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Storytelling

Storytelling

Storytelling is the act of telling stories, which are narratives with a beginning, middle, and end.

Grades

5 - 8

Subjects

Social Studies, Storytelling, World History

Image

Homer's The Illiad

Homer's The Iliad is an ancient epic poems, which is among the most celebrated of its kind and in the long history of human storytelling.

Photograph by Prisma/UIG/Getty Images

Storytelling is the act of telling or writing stories, or narratives. Typically, stories are told for entertainment, for informational purposes, or for educational purposes.

Storytelling is universal to the human experience. Indeed, although it is likely impossible to prove, it has been suggested that storytelling developed not long after the development of language itself.

We do know that all cultures have told stories. Some of the earliest evidence of stories comes from the cave drawings in Lascaux and Chavaux, France. The drawings, which date as far back as 30,000 years ago, depict animals, humans, and other objects. Some of them appear to represent visual stories. It is even possible that the scenes depicted on those cave walls were associated with some kind of oral storytelling.

Oral storytelling is telling a story through voice and gestures. Like storytelling itself, the tradition of oral storytelling is ancient and crosses cultures. The oral tradition can take many forms: epic poems, chants, rhymes, songs, and more. It can encompass myths, legends, fables, religion, prayers, proverbs, and instructions.

Epic poems, like the Greek The Iliad and the Sumerian The Tale of Gilgamesh, were first recited and passed down by word of mouth, and only later written down. Similarly, Aesop—who, if he existed at all, hailed from around the sixth century B.C.E.—was probably a teller of tales. Later Greek writers mention him and his animal fables, but they originally belonged to the oral tradition.

Other peoples, such as the Native American Choctaw, similarly have animal fables that were traditionally passed down orally. Like those of Aesop, the Choctaw animal fables are used to impart lessons. The Choctaw also historically told religious tales, like their creation stories, via the oral tradition.

Today, of course, stories can be told orally, in printed or handwritten text, and via recorded sound and images. Regardless of the media, we are all consumers of story and always have been.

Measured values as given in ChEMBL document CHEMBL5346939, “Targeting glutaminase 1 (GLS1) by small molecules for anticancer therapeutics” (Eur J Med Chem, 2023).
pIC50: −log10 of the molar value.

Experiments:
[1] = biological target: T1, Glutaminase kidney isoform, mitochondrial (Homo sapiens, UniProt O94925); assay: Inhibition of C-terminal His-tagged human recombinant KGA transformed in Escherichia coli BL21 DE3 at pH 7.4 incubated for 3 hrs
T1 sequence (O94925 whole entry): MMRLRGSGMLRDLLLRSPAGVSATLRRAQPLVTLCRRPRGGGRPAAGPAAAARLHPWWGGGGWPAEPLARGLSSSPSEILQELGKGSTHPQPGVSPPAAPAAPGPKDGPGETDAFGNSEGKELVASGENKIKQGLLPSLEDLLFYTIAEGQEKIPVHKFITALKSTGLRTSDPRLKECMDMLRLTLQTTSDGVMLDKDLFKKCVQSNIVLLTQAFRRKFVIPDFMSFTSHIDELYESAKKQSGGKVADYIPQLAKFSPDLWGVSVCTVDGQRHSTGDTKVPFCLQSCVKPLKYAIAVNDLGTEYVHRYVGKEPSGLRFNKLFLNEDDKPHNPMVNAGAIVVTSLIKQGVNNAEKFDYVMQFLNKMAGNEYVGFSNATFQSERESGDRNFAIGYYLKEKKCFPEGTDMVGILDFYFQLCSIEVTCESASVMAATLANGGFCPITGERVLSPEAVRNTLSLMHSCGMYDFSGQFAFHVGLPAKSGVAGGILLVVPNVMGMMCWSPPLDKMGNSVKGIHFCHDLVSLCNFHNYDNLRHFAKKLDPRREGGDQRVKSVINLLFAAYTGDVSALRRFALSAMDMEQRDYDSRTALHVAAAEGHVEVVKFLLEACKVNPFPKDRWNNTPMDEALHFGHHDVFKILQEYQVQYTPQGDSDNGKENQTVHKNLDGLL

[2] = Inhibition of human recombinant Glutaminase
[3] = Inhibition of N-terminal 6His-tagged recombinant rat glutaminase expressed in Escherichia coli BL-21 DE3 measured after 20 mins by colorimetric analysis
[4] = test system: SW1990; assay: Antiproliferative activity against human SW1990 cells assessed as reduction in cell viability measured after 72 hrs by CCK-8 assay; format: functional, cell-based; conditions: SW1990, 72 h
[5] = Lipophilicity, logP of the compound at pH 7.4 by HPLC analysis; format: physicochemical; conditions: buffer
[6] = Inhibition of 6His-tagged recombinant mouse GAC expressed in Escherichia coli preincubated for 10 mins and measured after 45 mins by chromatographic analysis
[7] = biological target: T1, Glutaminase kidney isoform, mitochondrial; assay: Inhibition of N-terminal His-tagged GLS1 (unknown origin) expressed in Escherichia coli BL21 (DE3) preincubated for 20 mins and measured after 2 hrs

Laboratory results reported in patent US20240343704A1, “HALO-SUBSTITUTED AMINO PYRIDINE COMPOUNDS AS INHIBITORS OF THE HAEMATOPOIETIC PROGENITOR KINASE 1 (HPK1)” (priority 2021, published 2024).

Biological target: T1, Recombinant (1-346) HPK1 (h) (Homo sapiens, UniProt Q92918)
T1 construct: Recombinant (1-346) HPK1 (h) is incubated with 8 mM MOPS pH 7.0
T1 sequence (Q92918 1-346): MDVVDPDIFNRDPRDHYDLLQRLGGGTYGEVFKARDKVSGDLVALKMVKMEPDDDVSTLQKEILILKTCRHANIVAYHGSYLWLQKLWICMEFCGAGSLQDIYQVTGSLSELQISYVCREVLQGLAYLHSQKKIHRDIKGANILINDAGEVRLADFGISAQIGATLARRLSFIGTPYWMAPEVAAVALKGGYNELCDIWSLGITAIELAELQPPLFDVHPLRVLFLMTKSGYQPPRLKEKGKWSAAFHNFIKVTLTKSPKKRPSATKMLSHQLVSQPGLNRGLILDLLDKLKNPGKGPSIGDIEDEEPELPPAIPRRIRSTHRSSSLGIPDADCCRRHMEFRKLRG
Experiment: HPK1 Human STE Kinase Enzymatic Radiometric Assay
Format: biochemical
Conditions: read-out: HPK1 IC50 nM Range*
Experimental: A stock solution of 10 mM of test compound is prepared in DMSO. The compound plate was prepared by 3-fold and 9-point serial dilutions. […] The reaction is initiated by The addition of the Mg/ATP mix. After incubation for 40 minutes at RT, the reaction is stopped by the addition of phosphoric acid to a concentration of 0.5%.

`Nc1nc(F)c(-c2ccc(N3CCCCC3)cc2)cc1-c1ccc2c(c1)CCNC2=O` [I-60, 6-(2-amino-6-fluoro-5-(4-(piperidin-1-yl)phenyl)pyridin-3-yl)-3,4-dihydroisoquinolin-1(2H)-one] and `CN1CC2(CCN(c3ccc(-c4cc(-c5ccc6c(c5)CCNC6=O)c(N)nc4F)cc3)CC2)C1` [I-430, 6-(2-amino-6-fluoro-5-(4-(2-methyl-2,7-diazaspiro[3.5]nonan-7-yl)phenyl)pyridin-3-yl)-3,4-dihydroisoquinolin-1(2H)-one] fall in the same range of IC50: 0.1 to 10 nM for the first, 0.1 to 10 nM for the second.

Why, then, are people drawn to stories?

One reason may be that it helps us feel in control. That is, it helps us to find order in things that have happened to us and make sense of the events of a random world.

Stories can also let us see how others think and feel. In other words, they can allow us to empathize with the people around us. In fact, studies suggest that the more compelling the story, the more empathetic people become in real life.

Stories also allow us to share information in a memorable way, which might have helped our ancestors cooperate and survive. By telling a story rather than merely reciting dry facts, we remember the details more clearly.

Regardless of the reasons, stories are everywhere. Much of our lives are devoted to telling stories about what we did, where we went, and who we spent time with. We have been telling stories for as long as history can see, and we will likely continue to do so for the rest of our lives.

Media Credits

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Director
Tyson Brown, National Geographic Society
Author
National Geographic Society
Production Managers
Gina Borgia, National Geographic Society
Jeanna Sullivan, National Geographic Society
Program Specialists
Sarah Appleton, National Geographic Society, National Geographic Society
Margot Willis, National Geographic Society
Producer
Clint Parks
other
Last Updated

May 20, 2022

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